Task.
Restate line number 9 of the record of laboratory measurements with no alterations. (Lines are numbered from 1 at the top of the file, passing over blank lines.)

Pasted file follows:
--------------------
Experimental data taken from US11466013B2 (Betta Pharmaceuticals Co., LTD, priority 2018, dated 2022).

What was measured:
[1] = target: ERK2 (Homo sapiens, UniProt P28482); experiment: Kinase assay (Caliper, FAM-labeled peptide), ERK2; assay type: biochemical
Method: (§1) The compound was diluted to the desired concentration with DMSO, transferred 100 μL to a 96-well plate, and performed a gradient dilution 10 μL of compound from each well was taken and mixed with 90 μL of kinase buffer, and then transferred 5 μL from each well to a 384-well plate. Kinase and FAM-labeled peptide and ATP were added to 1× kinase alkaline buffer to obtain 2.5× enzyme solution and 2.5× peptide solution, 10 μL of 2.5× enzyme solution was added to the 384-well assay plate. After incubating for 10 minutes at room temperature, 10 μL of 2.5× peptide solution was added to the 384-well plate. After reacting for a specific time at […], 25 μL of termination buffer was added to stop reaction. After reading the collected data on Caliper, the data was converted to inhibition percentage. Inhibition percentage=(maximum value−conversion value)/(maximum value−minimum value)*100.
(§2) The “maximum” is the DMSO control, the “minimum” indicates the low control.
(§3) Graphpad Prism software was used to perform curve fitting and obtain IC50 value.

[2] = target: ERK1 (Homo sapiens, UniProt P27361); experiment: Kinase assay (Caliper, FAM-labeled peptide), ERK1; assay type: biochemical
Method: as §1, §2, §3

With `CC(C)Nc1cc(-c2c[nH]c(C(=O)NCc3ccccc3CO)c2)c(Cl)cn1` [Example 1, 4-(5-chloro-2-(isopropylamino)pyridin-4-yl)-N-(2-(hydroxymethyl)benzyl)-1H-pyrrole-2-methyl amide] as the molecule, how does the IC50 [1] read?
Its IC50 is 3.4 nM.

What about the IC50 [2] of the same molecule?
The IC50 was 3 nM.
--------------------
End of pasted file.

With `CC(C)Nc1cc(-c2c[nH]c(C(=O)NCc3ccccc3CO)c2)c(Cl)cn1` [Example 1, 4-(5-chloro-2-(isopropylamino)pyridin-4-yl)-N-(2-(hydroxymethyl)benzyl)-1H-pyrrole-2-methyl amide] as the molecule, how does the IC50 [1] read?